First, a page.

Αρχική > Βυζαντινή Ιστορία, Ιστορικά > The Nika Riots: Sports Riots that Nearly Toppled an Empire.

The Nika Riots: Sports Riots that Nearly Toppled an Empire.

Today soccer is unequivocally the most popular sport in a world with countless different sports vying for fans. In the ancient world there were not many options for sports outside of the wildly exciting chariot races, especially after Gladiatorial games were outlawed, so almost any sports fan was simply a fan of chariot racing.

Chariot racing had passionate and rowdy fans, and Constantinople was both the Capital of the Byzantine Empire and the capital of Chariot racing, having a Hippodrome (stadium) that could easily seat 80,000 spectators and had a private box from which the Emperor would often watch.

Chariot racing featured teams of four-horse chariots that raced around a simple oval track with long straightaways. Pileups were common and part of the thrill, as was cheering for your favorite team. Four teams initially were prevalent in races, but by this period only two teams known as the blues and the greens were popular, Justinian and his wife Theodora were noted blues fans.

Race days often lasted many hours and with the Emperor in attendance it was common for crowds to shout out demands or simply their thoughts ranging from asking for a street to be fixed to calling for the job of a corrupt official. Riots were fairly common as well, and the city guards were often prepared for the small scale violence after races.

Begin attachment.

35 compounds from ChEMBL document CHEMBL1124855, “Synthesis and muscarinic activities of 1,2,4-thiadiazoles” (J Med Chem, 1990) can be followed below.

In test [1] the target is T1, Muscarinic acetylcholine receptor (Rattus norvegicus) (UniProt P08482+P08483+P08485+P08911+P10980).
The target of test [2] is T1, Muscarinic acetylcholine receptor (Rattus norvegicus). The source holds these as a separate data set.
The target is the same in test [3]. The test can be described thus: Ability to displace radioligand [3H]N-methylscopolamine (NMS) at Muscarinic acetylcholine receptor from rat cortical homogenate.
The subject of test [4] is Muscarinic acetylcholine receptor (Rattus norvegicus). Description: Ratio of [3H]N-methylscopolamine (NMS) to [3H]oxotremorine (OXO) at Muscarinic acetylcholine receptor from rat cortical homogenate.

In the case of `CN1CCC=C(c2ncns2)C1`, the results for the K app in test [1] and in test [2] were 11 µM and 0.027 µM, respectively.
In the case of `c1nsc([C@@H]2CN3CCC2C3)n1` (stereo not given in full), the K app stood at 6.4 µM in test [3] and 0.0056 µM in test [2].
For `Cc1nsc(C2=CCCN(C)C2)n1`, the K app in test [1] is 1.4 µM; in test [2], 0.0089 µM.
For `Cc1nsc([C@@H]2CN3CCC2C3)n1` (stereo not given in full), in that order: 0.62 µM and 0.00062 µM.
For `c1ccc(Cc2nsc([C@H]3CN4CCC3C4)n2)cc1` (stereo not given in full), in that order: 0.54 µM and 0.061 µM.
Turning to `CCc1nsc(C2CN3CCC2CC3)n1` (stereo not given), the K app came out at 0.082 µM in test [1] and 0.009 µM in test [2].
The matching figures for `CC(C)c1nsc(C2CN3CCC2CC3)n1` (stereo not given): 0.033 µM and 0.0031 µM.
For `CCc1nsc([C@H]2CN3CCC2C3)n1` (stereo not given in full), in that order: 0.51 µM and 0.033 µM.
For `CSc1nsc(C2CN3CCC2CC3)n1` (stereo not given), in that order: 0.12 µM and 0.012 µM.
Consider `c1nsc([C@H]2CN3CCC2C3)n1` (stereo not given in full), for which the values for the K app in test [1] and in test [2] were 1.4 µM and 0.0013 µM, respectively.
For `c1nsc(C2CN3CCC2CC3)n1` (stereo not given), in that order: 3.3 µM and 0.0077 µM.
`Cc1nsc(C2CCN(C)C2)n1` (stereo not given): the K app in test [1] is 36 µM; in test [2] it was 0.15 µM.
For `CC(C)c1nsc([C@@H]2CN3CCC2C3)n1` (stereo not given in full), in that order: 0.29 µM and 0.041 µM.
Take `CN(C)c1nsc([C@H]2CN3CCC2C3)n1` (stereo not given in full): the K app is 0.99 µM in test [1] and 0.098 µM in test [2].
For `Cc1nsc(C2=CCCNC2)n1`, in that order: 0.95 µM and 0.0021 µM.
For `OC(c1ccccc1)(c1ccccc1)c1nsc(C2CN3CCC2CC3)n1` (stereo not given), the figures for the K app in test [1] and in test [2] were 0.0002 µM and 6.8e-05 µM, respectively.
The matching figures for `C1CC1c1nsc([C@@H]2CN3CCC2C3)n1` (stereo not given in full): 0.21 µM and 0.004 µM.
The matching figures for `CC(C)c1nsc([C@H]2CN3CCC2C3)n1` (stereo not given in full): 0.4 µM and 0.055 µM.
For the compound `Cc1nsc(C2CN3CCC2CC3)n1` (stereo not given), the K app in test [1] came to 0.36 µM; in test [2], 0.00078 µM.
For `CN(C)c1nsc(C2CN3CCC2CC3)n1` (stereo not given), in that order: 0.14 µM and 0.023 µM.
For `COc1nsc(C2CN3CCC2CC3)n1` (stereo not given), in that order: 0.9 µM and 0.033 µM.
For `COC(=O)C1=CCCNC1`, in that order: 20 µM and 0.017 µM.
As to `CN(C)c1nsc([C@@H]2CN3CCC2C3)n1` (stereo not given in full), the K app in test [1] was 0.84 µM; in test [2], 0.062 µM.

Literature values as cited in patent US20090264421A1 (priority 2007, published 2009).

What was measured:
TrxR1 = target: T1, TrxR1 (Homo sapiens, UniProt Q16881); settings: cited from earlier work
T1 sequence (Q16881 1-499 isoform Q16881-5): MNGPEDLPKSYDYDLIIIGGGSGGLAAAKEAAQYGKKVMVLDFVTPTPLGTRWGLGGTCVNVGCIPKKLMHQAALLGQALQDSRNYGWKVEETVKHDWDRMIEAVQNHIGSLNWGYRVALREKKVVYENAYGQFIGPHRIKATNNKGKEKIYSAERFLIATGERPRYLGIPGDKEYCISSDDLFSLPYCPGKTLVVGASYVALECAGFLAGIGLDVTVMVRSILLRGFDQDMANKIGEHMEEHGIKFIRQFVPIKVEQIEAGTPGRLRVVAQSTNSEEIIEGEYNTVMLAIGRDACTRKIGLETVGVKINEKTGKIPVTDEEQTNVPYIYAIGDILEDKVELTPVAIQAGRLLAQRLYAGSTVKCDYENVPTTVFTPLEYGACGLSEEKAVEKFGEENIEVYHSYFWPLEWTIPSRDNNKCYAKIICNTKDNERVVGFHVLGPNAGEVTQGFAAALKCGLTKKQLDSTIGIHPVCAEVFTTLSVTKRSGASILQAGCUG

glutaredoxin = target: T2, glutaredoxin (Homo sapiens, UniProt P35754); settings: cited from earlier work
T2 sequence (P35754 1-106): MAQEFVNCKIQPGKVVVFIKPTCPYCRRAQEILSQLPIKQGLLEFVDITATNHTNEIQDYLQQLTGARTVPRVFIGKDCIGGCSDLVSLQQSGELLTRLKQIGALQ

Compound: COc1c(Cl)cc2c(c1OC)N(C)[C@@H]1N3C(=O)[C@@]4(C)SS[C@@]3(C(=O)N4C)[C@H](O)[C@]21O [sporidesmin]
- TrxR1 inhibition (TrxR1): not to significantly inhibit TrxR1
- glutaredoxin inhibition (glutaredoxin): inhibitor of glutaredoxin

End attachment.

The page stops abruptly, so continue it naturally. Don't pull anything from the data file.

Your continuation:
A standard chariot race, they were often at or over capacity.
A standard chariot race, they were often at or over capacity.

After one particularly raucous riot, several members of both the blues and the greens were sentenced to be hanged, after being proved guilty of murder during the riot. As chance would have, it the gallows of a green and blue member broke and the two escaped and sought sanctuary in a nearby church.

Guards surrounded the church which was defended by a large angry mob, and a tense standoff ensued. The mob’s notion was that the men should be pardoned as they were saved by an act of God and thus received a holy pardon.

Justinian was too unsure to take any action and thought that the upcoming races would distract a lot of the protesters. His plan backfired terribly as the normally neutralizing fighting between the blues and greens halted as both team’s supporters banded together to hate the Emperor.

From his private box attached to the palace, Justinian heard death threats and proclamations of rebellion. All of the issues of the day were dredged up, from the costly wars too corrupt tax collectors and the unified hatred of 80,000 people soon turned to full-scale rioting.

Justinian and the royal party returned to the shelter of the palace complex and Justinian had plans to flee the capital for his own safety, fearing that a hostile takeover of the government was nearly unavoidable. The Rioters had begun to chant “Nika” meaning victory or conquer. it is unsure what was meant by this and it could range from declaring their own champions/victors, to calling for the conquering of Justian’s regime.

The rioters looted and set fire to many areas of the city, including the palace and the Hagia Sophia. To make matters worse, nearly all of Justinian’s detractors, including many senators who saw Justinian as an unfit ruler or despised his wife, Theodora, or simply wanted the throne to themselves, worked to fuel the riots.

Demands increased from the riot leaders and a leading, though unwilling, claimant to the throne, Hypatius, was quite literally dragged from his house to the Hippodrome and proclaimed emperor.

At first, Hypatius, a nephew to a former emperor, was reluctant to take the claim, fearing a lack of support. The scene of likely more than 80,000 now in the Hippodrome chanting his name seemed to change his mind and he went along with the proclamations while rampant violence was ongoing.